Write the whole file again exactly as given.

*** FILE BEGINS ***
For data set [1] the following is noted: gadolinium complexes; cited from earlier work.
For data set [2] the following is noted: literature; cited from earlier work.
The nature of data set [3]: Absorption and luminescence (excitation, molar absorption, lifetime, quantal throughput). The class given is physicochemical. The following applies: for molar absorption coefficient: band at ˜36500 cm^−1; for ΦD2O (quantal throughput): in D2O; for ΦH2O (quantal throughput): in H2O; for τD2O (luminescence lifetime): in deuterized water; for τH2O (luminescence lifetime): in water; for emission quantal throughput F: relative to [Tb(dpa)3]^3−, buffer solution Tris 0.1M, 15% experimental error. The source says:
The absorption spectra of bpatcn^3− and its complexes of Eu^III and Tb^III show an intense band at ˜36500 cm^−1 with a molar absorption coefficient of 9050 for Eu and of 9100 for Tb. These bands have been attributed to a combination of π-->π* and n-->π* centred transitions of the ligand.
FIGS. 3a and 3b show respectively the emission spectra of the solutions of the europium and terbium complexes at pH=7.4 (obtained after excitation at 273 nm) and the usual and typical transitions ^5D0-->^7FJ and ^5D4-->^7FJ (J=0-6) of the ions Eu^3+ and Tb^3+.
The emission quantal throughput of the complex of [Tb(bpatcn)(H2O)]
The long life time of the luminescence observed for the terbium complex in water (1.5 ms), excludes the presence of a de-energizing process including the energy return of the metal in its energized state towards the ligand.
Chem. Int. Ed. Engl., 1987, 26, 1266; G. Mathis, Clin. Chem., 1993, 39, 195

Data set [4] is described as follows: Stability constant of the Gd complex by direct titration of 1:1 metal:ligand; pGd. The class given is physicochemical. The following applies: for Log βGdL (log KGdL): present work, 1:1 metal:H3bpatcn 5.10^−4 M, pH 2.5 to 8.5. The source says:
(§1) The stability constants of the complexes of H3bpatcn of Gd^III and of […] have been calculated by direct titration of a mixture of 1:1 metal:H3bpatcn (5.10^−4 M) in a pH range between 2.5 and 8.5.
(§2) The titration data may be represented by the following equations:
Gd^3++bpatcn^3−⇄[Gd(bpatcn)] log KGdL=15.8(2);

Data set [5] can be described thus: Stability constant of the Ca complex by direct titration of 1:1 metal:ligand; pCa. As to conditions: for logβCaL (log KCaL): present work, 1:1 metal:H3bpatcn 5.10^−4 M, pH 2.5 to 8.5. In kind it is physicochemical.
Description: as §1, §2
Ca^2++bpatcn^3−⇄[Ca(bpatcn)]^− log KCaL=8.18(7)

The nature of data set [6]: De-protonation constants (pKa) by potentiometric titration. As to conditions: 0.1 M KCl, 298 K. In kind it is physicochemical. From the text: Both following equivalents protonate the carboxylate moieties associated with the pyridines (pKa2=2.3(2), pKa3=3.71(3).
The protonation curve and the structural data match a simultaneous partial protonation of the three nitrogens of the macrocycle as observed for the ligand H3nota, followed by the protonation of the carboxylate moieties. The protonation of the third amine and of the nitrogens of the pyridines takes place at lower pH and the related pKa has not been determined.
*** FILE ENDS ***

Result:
For data set [1] the following is noted: gadolinium complexes; cited from earlier work.
For data set [2] the following is noted: literature; cited from earlier work.
The nature of data set [3]: Absorption and luminescence (excitation, molar absorption, lifetime, quantal throughput). The class given is physicochemical. The following applies: for molar absorption coefficient: band at ˜36500 cm^−1; for ΦD2O (quantal throughput): in D2O; for ΦH2O (quantal throughput): in H2O; for τD2O (luminescence lifetime): in deuterized water; for τH2O (luminescence lifetime): in water; for emission quantal throughput F: relative to [Tb(dpa)3]^3−, buffer solution Tris 0.1M, 15% experimental error. The source says:
The absorption spectra of bpatcn^3− and its complexes of Eu^III and Tb^III show an intense band at ˜36500 cm^−1 with a molar absorption coefficient of 9050 for Eu and of 9100 for Tb. These bands have been attributed to a combination of π-->π* and n-->π* centred transitions of the ligand.
FIGS. 3a and 3b show respectively the emission spectra of the solutions of the europium and terbium complexes at pH=7.4 (obtained after excitation at 273 nm) and the usual and typical transitions ^5D0-->^7FJ and ^5D4-->^7FJ (J=0-6) of the ions Eu^3+ and Tb^3+.
The emission quantal throughput of the complex of [Tb(bpatcn)(H2O)]
The long life time of the luminescence observed for the terbium complex in water (1.5 ms), excludes the presence of a de-energizing process including the energy return of the metal in its energized state towards the ligand.
Chem. Int. Ed. Engl., 1987, 26, 1266; G. Mathis, Clin. Chem., 1993, 39, 195

Data set [4] is described as follows: Stability constant of the Gd complex by direct titration of 1:1 metal:ligand; pGd. The class given is physicochemical. The following applies: for Log βGdL (log KGdL): present work, 1:1 metal:H3bpatcn 5.10^−4 M, pH 2.5 to 8.5. The source says:
(§1) The stability constants of the complexes of H3bpatcn of Gd^III and of […] have been calculated by direct titration of a mixture of 1:1 metal:H3bpatcn (5.10^−4 M) in a pH range between 2.5 and 8.5.
(§2) The titration data may be represented by the following equations:
Gd^3++bpatcn^3−⇄[Gd(bpatcn)] log KGdL=15.8(2);

Data set [5] can be described thus: Stability constant of the Ca complex by direct titration of 1:1 metal:ligand; pCa. As to conditions: for logβCaL (log KCaL): present work, 1:1 metal:H3bpatcn 5.10^−4 M, pH 2.5 to 8.5. In kind it is physicochemical.
Description: as §1, §2
Ca^2++bpatcn^3−⇄[Ca(bpatcn)]^− log KCaL=8.18(7)

The nature of data set [6]: De-protonation constants (pKa) by potentiometric titration. As to conditions: 0.1 M KCl, 298 K. In kind it is physicochemical. From the text: Both following equivalents protonate the carboxylate moieties associated with the pyridines (pKa2=2.3(2), pKa3=3.71(3).
The protonation curve and the structural data match a simultaneous partial protonation of the three nitrogens of the macrocycle as observed for the ligand H3nota, followed by the protonation of the carboxylate moieties. The protonation of the third amine and of the nitrogens of the pyridines takes place at lower pH and the related pKa has not been determined.